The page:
In recent years, the College has added a number of programs to its roster. The Marine Communications and Traffic Services basic training course is a nine-month program that instructs students in marine traffic regulating procedures and radio communications. The College also offers environmental response courses to government departments and private sector individuals involved in oil spill response.

Search and Rescue (SAR) skills are taught in a nine-week course that includes a model of operations for a typical Coast Guard lifeboat station or small vessel station. The SAR program also offers custom-tailored training and SAR system analysis, as well as technical and software support for the Canadian Search and Rescue Planning Program.

More than an education

While students master navigational systems and ships' engines, they also learn some important values. As a residential facility, the College instils the sense of family and teamwork that officer cadets quickly come to appreciate once they take up their first vessel assignment.

In exchange for their tuition-free education, room and board and escalating monthly allowances, Canadian graduates commit to work four years on board Coast Guard vessels as officers and engineers. After that period, many opt for a life-long career with the Coast Guard.

Much of the training offered at the College includes the use of simulators designed to mimic complex navigation and engine propulsion systems. Simulators offer students safe, effective and controlled environments in which to learn the required specialized skills that will help them in their day-to-day role as officers.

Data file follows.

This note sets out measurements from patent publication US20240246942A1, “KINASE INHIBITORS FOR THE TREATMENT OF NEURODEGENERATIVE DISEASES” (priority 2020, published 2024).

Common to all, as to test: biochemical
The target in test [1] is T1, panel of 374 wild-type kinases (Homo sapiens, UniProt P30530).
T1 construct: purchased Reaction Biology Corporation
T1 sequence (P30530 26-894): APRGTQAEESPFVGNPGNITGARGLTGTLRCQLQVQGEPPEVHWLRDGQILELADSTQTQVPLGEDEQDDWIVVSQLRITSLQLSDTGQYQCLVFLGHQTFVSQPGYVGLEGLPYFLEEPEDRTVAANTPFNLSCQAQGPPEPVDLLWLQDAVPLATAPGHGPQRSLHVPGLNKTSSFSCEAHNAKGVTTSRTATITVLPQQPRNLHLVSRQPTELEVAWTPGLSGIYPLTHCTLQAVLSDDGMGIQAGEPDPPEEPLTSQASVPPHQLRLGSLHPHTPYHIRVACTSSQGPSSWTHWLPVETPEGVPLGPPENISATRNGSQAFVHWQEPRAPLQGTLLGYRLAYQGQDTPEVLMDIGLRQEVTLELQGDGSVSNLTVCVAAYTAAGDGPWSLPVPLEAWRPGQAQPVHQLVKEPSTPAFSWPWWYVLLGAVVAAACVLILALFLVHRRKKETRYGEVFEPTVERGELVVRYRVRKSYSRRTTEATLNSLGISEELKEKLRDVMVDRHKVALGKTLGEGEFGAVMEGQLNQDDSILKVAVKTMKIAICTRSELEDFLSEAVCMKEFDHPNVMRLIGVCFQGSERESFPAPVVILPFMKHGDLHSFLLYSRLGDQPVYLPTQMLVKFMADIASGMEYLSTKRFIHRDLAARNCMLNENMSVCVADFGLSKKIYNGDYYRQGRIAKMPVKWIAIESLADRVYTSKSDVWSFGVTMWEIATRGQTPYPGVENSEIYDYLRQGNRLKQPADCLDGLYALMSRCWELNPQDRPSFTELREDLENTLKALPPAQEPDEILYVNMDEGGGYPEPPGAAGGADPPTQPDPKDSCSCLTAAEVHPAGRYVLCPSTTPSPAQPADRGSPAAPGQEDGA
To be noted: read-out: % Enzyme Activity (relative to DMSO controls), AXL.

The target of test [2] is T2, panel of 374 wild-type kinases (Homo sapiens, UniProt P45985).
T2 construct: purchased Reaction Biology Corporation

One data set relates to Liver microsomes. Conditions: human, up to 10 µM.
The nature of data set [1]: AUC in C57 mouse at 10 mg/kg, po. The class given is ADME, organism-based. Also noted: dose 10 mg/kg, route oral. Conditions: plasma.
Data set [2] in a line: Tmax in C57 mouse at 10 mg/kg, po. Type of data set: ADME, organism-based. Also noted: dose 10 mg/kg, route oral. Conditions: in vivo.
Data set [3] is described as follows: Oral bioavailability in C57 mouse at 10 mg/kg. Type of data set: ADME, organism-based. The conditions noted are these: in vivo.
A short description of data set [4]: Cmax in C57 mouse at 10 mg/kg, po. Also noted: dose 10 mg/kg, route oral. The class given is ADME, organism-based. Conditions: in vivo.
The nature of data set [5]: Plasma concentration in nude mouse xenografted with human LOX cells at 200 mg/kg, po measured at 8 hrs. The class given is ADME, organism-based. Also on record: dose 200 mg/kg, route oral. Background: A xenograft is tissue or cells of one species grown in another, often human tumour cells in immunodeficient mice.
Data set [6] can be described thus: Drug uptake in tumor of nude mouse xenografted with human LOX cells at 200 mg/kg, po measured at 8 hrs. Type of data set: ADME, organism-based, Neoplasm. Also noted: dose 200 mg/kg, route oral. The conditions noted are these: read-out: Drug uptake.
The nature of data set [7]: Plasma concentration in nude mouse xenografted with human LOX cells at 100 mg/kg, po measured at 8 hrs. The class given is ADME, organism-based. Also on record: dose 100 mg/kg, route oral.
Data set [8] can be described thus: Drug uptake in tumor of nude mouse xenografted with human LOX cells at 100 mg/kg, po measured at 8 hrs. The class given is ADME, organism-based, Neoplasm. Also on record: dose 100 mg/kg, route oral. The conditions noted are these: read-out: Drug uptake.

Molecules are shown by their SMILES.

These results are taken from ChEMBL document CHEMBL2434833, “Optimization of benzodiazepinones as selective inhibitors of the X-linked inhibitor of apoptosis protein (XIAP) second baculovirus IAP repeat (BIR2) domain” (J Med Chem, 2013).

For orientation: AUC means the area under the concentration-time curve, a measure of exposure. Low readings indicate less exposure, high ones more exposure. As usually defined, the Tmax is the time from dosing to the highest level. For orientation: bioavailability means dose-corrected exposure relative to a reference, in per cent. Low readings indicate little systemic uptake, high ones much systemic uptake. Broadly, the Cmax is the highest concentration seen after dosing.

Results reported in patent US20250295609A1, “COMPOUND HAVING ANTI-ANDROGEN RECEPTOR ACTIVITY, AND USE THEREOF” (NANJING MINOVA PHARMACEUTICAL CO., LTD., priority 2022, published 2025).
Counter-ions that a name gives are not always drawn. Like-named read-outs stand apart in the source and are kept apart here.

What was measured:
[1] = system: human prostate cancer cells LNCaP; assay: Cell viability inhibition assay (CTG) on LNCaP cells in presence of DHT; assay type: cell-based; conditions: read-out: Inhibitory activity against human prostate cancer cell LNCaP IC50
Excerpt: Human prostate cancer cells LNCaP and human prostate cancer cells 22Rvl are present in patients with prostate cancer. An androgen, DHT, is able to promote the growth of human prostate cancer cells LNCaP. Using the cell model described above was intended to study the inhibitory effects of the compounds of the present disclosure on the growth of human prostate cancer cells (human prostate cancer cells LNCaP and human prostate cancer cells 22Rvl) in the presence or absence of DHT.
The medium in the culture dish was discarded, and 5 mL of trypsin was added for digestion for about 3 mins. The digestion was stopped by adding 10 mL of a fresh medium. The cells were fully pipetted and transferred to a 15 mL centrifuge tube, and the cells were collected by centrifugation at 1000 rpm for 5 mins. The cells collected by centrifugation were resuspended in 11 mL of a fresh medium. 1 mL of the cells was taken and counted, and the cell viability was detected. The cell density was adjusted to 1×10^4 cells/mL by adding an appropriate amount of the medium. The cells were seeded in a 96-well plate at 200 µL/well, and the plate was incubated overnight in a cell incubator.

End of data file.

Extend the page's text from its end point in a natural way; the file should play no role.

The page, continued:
The College accepts applications for enrolment from November until January for the following academic year, which begins in September. Potential recruits should contact the College either by calling 1-902-567-3208 or by going to their web site at There are prerequisites for acceptance in the officer training program, such as math, physics and chemistry; students are encouraged to contact the College early - both in their academic studies and the school year - so they can adjust their course stream to avoid disappointment.

Contact Information

  • Fisheries and Oceans Canada
    Catherine Barratt
    Communications Branch